Tuesday, 17 March 2009

880 - Someone, Anyone, No-one...

I'm on the final chapter of Susan Greenfield's book, i.d. - The Quest For Identity In The 21st Century (Sceptre, 2008). Though she is prone once or twice to sneak in an over-blown scare, I like the clarity with which she explores the neuroscience of identity construction, and teases out the possible implications of information, nano- and biotechnologies on the way our brains become personalised into minds. I've linked to a bad review: the book's not perfect, but read it as one scientist's work-in-progress, and be argumentative with it in the margins, and, I think, it becomes more than the sum of its parts.

Like so:

Greenfield is arguing that environmental influence upon the plasticity of neurons within the human brain can bias a mind, over the course of its lifetime, towards one of three possible configurations: an identity can be caricatured either as Someone, Nobody, or Anyone.

Someone is, in Greenfield's words, someone like us. Nobody is someone from her grandchildren's generation, and those who follow. Anyone is someone fundamentalist, though not necessarily religious. And at times I had to work hard to shake free the voice of Greenfield's objective scientist, which is pretty convincing, from her subjective take on the desirability or otherwise of each identity, evident in the summary above.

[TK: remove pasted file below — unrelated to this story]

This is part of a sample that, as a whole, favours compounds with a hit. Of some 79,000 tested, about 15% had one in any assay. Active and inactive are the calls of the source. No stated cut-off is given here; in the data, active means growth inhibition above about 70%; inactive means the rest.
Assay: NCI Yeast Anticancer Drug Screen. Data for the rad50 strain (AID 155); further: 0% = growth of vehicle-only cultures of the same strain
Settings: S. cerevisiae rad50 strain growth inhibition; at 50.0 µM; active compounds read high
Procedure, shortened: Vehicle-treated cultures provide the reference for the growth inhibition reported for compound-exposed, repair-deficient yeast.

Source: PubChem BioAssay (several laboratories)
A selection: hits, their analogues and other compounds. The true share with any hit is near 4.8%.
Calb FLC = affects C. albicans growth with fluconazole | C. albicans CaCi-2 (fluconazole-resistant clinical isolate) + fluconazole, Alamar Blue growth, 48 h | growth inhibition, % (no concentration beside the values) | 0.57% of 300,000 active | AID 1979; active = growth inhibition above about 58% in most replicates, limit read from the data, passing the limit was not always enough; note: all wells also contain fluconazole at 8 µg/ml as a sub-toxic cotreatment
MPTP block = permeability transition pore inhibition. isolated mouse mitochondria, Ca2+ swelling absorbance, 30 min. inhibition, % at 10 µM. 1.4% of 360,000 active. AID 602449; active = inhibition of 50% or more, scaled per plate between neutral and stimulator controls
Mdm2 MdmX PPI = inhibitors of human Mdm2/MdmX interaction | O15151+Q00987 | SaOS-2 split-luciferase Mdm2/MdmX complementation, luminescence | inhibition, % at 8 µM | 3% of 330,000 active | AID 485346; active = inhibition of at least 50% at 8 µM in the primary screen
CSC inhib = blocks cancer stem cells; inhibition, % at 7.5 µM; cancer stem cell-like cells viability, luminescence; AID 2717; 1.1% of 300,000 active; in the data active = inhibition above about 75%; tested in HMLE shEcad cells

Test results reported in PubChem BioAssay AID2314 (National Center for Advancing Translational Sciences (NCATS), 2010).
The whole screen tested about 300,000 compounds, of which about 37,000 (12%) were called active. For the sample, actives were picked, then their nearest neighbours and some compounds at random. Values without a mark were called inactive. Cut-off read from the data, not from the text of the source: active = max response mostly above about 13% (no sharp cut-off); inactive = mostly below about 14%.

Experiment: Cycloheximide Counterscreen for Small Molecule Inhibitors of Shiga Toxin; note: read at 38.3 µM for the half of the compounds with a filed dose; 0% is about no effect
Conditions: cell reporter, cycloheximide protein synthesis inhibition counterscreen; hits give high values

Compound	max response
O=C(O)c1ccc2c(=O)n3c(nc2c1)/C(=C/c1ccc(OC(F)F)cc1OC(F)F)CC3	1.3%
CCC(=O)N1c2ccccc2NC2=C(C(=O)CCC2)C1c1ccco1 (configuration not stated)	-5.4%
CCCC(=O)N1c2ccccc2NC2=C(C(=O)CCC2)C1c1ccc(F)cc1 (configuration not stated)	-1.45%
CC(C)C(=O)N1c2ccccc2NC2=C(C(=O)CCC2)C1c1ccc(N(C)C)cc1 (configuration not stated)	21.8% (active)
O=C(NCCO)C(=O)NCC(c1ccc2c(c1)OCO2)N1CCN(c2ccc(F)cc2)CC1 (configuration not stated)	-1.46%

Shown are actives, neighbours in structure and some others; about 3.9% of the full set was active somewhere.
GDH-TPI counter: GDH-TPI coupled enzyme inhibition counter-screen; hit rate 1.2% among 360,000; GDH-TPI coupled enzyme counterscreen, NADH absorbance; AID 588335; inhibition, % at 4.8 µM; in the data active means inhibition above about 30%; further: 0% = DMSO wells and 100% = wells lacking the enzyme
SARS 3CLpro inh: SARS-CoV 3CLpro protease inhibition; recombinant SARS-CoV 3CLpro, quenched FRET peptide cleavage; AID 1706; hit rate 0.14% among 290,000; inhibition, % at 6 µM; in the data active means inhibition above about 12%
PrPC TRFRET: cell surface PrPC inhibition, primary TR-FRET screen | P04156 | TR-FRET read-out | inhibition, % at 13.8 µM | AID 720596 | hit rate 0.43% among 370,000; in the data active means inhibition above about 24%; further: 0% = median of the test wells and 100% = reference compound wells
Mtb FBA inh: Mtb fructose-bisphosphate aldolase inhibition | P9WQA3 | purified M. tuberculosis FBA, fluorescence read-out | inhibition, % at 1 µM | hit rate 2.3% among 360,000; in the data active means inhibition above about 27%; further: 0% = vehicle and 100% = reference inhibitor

Greenfield's own summary, worth quoting, is from pages 277-8:

The defining feature in the Someone identity would be relations with others: behaviours that symbolize, and are reactive to, one's own status vis-a-vis others in any particular society. The brain would be characterized by extensive neuronal networks... malleable enough to be constantly updated and changed in response to shifting values and status as a result of ongoing experience...

Meanwhile the defining feature of the Anyone identity would be actions: the ritualized motions and prescribed patterns of living out each day.... Connections here would be as extensive as in the Someone brain, yet less changed by the happenstance of the moment. The stronger, more rigid neuronal network would... allow for a more robust, internally derived and less conditional identity, but also... more uniform and predictable.

The Nobody brain would be the antithesis of this. Here... there would be no frames of reference.... The brain would be maximally receptive to incoming stimuli, but with relatively less neuronal networking to assign any 'meaning': the emphasis would be more on sensation than on cognition.... [Its] defining feature... would be raw feelings.

Two issues have arisen for me in the reading of the text so far. The first is that it is also possible to conceive of a fourth caricature, so that in the same way that Greenfield contrasts Anyone with Nobody, Someone can be contrasted with a fresh identity formation, that of Everyone. I want to explore this in my next post, because it does sound whacky at first.

The second issue concerns the two sustained threads of argument used by Greenfield to make her case.